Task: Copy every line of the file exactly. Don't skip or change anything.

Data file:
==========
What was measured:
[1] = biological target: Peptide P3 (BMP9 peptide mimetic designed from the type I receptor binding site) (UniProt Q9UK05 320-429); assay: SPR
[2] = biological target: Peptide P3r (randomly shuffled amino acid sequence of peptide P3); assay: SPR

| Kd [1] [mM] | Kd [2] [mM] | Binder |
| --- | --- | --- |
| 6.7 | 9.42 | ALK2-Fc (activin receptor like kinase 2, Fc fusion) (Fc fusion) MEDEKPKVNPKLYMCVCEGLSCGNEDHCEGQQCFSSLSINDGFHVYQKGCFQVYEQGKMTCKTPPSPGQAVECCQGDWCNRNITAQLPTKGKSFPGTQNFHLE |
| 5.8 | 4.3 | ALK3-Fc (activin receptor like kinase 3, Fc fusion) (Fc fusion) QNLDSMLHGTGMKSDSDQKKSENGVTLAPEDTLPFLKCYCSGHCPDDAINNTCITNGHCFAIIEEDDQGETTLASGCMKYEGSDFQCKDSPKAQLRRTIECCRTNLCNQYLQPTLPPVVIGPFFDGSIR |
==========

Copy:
What was measured:
[1] = biological target: Peptide P3 (BMP9 peptide mimetic designed from the type I receptor binding site) (UniProt Q9UK05 320-429); assay: SPR
[2] = biological target: Peptide P3r (randomly shuffled amino acid sequence of peptide P3); assay: SPR

| Kd [1] [mM] | Kd [2] [mM] | Binder |
| --- | --- | --- |
| 6.7 | 9.42 | ALK2-Fc (activin receptor like kinase 2, Fc fusion) (Fc fusion) MEDEKPKVNPKLYMCVCEGLSCGNEDHCEGQQCFSSLSINDGFHVYQKGCFQVYEQGKMTCKTPPSPGQAVECCQGDWCNRNITAQLPTKGKSFPGTQNFHLE |
| 5.8 | 4.3 | ALK3-Fc (activin receptor like kinase 3, Fc fusion) (Fc fusion) QNLDSMLHGTGMKSDSDQKKSENGVTLAPEDTLPFLKCYCSGHCPDDAINNTCITNGHCFAIIEEDDQGETTLASGCMKYEGSDFQCKDSPKAQLRRTIECCRTNLCNQYLQPTLPPVVIGPFFDGSIR |